Season Three, Episode Six — “Off Brand”
By Brandy Dykhuizen. HE IS RISEN. Don’t think for a moment that a twelve-month suspension is going to stand in Jimmy McGill’s way. In fact, he doesn’t even have time to wait around for 2 hours and 45 minutes if it means squandering a pre-paid TV slot.
This is why the creature we encountered emerging from the ashes is still so half-formed and hastily assembled – Jimmy McGill has initiated his forward roll, snowballing layers onto the Saul Goodman moiré along the way.
I’ve actually grown to like the fact that this show took two and a half seasons to out its titular character, and fair play to it for making it so awkward and true to form. Jimmy’s transformation into Saul was on the fly, and still for the sake of Kim, born of desperation to make his 50% of the rent. Jimmy can’t practice law, but he can make a commercial to advertise making commercials, which is just about the most Saul sort of activity one could muster.
Jimmy’s been thrown lemons, and instead of just making lemonade, he’s going to squeeze all he can out of the fruit before gluing the two halves back together and selling them to you at a high markup, never doubting for a moment that you’ll buy it. Because you will.
If you are one to lament the omission of certain characters from certain episodes (as I’ve certainly been guilty of here), “Off Brand” is an adequate object lesson on why it’s best not to cram the entire ensemble in at once. We got a glimpse of almost everyone last night, but to what end? Mike accompanied Stacey to her meeting, but the only real take home message in that circle was a brief appearance by Law & Order SVU’s lovely Tamara Tunie.
We also saw more of Gus and Hector, as they up the stake on their feud, but the most interesting stretch of backstory belonged to Nacho.
In a scene drenched in warm, comforting light, we watched Nacho working in his father’s upholstery shop. He moved a piece of leather forward, letting his preoccupied mind push his flesh into the needle’s path. A vulnerable yet nerveless portion of his hand falls prey to a puncture wound, symbolizing the potential dangers of unchecked forward motion. Oh, Nacho. You might want to start thinking about your future lawyering needs.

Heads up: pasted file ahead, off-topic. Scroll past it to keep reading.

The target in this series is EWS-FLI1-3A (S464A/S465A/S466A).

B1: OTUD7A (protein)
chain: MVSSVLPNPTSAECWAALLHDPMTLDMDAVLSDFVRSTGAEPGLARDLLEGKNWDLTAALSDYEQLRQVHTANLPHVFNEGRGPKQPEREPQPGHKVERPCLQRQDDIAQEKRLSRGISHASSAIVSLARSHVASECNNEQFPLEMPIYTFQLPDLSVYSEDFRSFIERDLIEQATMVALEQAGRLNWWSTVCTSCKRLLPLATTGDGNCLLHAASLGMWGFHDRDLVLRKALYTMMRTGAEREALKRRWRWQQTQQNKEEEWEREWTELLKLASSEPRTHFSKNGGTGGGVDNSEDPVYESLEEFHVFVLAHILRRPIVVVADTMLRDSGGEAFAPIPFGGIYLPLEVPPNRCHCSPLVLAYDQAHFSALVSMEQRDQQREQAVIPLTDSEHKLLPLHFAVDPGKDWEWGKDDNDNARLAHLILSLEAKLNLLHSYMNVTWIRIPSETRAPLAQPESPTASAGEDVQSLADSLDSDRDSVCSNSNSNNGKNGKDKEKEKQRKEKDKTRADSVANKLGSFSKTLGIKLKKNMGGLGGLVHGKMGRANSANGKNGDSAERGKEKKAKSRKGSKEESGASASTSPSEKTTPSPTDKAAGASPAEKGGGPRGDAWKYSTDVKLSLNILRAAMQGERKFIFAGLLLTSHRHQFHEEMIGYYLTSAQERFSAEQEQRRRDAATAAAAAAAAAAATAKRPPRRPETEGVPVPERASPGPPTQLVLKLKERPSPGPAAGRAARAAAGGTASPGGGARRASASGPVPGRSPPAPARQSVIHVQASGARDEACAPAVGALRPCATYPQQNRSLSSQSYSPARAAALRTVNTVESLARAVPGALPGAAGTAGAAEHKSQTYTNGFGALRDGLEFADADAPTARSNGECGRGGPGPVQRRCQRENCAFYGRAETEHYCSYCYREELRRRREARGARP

“Where are your notes? Let’s spread em out, roll around on them and see what happens.” – Jimmy
“To new beginnings.” – Chuck
“I don’t owe him squat.” – Jimmy… how ‘bout a squat cobbler?
“He’s mentally ill; what’s your excuse?” – Rebecca to Jimmy.
“Quick – crack open your magic bag. We’ll have to Karloff this thing.” – Jimmy.
BEST MOMENT: As always, Better Call Saul is steeped in excellent cinematography, but the moment I found most arresting this week was the scene in which Howard and Chuck share a drink. Both of their faces were half cloaked in shadow, reminding us that they’re the only ones truly oblivious to their dark sides, even as they toast “new beginnings.” Despite Howard’s pep talk, it’s clear neither of them actually give a rat’s ass about the other’s plight. Their motivations lie entirely within their own self-preservation.
EPISODE’S MVP: I know it’s the big reveal and all, but I was more intrigued by Michael McKean’s strung-out space Babushka act than seeing the mustachioed and vested Saul. Perhaps it’s the knowledge that Chuck’s character is probably on his way out that makes us cling to such a horrible person, or maybe it’s just that Michael McKean is so damn good at his job. Either way, from the moment we see him melting into the shadows as Rebecca bangs on the door to his sad rendezvous with a D-cell battery, Chuck stole the show.
– Are we going to see more of Tamara Tunie?
– Howard is such a little shit. Comparing himself and Chuck to Clarence Darrow? REALLY?
– Aww, Krazy 8 is so wide-eyed, innocent and chatty before Nacho beats the fear of God (aka Hector) into him.
– Hector scanning the sports page while Nacho knocks Krazy 8 around was great. Is violence all just sport to him?
– I really wish Kim would branch out from that single, pony tailed curl.
– Jimmy’s/Saul’s loyalty to Francesca is cute.
– Chuck ambling over pavements brought to mind The Soprano’s Uncle Jun’s escapades when he finally lost it.
– Kim’s reaction to the commercial was pretty great. A simple “Huh!” As in, “So that’s who you are…”
7 out of 10
Next: “Expenses”, in one week.
Before: ‘Chicanery”, here.